I’m currently reading Bret Easton Ellis’ Glamorama, his 1998 novel about a very good looking model living in New York City. I don’t think in my entire life have I been so bombarded with pop culture, and yet, the novel probably doesn’t even come close to touching on the real celebrity and cultural saturation I’m exposed to on a daily basis. I’m far from finished the novel, and I haven’t even hit the midpoint, so I’d appreciate no spoilers from this point on but I can’t help wondering if any film has successful captured the anarchy, lifelessness and over-saturation of celebrity and brand culture. I can think of some filmmakers who come close, in one way or another, but none who do it with the viciousness and skill of Ellis.
Two names do come to mind, Quentin Tarantino and Richard Kelly. Tarantino’s oeuvre is unfortunately too limited to really touch on what I am referring to, though I think he is capable of what I’m searching for. Death Proof especially brings Tarantino’s favoured classic throwbacks into a candy coloured 21st century, porn-ification and girl power coming face to face. Richard Kelly, most notably in Southland Tales, probably comes closest to achieving a kind of over-saturation of shallow material culture, but lacks all of the artistry, violence and comedy that Ellis is so good at.
From what I can tell, Ellis may be the closest we have to an epic poet for an era. His vision may be limited, but it is focused on the central “ideological” founding of most of our lives. I remember once doing a brief, mostly un-memorable, project on the poet Ezra Pound, who had attempted and failed to write an epic poem about the era he lived in. At its core, an epic poem is not just a piece of art, but it is an instructional pamphlet on the ways of life and values of a particular culture. Pound found the globalized, capital obsessed 20th century impossible to really pin down, and he never completed his piece (which was focused almost entirely on money), but maybe Ellis comes close. If there is one thing that even Ellis’ detractors can agree on, is his rare ability to evoke and capture an era, even if it is largely negative.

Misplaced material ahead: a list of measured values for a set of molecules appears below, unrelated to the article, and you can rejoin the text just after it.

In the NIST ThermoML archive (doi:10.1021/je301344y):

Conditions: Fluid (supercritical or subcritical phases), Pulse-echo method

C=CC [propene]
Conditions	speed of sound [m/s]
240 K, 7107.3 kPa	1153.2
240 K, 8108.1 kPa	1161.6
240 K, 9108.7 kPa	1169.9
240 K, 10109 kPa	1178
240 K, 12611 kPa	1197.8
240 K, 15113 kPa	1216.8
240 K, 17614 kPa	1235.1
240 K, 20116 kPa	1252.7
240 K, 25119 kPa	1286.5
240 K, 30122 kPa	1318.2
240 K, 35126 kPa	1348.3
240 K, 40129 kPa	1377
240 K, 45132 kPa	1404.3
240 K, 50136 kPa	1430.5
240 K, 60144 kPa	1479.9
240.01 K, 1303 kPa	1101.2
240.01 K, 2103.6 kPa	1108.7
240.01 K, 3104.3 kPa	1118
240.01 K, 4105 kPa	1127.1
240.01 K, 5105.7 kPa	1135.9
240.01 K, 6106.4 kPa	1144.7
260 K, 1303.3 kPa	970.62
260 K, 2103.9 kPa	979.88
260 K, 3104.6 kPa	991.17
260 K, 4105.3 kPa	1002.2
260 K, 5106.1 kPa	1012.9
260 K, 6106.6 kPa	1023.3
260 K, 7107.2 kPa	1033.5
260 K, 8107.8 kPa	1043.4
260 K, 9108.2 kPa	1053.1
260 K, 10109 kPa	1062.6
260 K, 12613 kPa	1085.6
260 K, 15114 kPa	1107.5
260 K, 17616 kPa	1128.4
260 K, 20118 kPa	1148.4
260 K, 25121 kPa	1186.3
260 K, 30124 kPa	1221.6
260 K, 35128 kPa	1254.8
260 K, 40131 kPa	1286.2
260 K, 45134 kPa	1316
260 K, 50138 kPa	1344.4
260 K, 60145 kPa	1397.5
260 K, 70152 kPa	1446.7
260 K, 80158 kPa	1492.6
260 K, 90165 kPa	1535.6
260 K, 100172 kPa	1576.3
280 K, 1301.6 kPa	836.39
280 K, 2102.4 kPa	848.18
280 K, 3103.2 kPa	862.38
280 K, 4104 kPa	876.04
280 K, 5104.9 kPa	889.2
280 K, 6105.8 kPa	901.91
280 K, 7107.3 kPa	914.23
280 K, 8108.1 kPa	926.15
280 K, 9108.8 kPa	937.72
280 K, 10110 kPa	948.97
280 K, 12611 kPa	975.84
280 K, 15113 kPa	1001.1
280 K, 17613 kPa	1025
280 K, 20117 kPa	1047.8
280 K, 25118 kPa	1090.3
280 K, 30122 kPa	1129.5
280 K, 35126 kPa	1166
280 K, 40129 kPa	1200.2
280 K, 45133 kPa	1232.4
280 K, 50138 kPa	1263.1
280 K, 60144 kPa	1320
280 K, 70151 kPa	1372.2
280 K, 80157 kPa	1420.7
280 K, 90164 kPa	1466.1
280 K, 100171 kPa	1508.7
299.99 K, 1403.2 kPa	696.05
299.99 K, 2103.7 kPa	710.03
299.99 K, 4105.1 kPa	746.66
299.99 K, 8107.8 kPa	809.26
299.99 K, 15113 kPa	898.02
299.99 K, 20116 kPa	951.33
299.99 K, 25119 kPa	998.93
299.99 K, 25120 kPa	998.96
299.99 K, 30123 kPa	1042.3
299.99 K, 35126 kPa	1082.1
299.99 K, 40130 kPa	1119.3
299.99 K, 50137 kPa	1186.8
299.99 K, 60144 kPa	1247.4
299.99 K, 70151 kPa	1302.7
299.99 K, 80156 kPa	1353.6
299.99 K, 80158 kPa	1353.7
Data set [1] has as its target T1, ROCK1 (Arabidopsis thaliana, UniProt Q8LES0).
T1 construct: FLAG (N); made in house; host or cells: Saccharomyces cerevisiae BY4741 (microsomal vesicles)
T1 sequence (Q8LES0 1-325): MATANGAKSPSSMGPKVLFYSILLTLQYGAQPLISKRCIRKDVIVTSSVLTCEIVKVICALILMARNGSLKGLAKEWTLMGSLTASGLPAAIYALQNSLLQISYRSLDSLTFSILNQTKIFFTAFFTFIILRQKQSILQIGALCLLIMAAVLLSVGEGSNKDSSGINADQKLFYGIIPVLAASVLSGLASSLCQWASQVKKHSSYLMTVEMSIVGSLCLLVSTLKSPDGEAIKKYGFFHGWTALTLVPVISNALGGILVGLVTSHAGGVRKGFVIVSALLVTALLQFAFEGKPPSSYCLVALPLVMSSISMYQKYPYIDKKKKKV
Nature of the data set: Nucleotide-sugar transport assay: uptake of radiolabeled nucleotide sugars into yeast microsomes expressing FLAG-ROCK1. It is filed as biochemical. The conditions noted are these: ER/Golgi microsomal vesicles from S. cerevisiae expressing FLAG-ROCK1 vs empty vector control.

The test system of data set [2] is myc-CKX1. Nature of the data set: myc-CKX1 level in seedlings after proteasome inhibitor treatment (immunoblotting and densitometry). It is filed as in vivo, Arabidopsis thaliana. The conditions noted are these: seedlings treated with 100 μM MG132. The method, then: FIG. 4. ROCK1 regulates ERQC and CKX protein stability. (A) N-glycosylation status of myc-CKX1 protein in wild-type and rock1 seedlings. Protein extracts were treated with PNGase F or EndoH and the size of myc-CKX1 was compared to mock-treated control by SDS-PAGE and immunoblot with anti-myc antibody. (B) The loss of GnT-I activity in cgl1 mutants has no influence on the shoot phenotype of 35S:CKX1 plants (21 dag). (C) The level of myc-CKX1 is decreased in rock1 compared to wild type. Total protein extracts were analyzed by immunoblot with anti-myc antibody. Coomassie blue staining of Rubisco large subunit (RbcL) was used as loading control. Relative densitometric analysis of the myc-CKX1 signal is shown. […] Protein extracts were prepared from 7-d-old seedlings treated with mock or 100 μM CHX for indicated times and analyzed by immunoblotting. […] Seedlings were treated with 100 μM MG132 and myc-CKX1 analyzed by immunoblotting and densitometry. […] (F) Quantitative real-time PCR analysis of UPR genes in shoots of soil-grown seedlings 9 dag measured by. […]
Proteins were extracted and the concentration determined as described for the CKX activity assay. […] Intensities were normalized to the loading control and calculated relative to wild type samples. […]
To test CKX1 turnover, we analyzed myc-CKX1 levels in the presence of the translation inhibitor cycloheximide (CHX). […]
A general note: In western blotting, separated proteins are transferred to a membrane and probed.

Personally, though there are certainly a lot of problematic ideas and interpretations associated with post-modernism, would argue the necessity of a lot of its artistic “tools”, in reflecting our modern era. For a film or any piece of art to truly capture or reflect our modern culture, and still be critical of it, I cannot see how you could avoid or ignore elements of pastiche, collage and referencing. To ignore the intertextuality of the world that surrounds us is futile, even conversationally and in terms of connecting with each other, pop culture has taken the place of religion and ethnicity.
Of course, maybe it’s wishful thinking that any filmmaker could truly capture the insanity of Glamorama, or maybe we’ll have to wait several years down the road for some visionary to capture the work of another visionary. Film has a way of sometimes needing to catch up with fiction, and I’m not sure there exists a filmmaker who is insane or ambitious enough to tackle this pickle. Then again, American Psycho was made… and it’s a decent film.
Some inane questions:
- In an ideal world, who would you choose to adapt Glamorama?
- What film would you say is most reflective of our current way of life, at least in the sense of an epic poem… not only an accurate re-creation of our world, but one that embodies or even criticizes our values, etc. You can also set your own boundaries in terms of years, and location, if you so desire.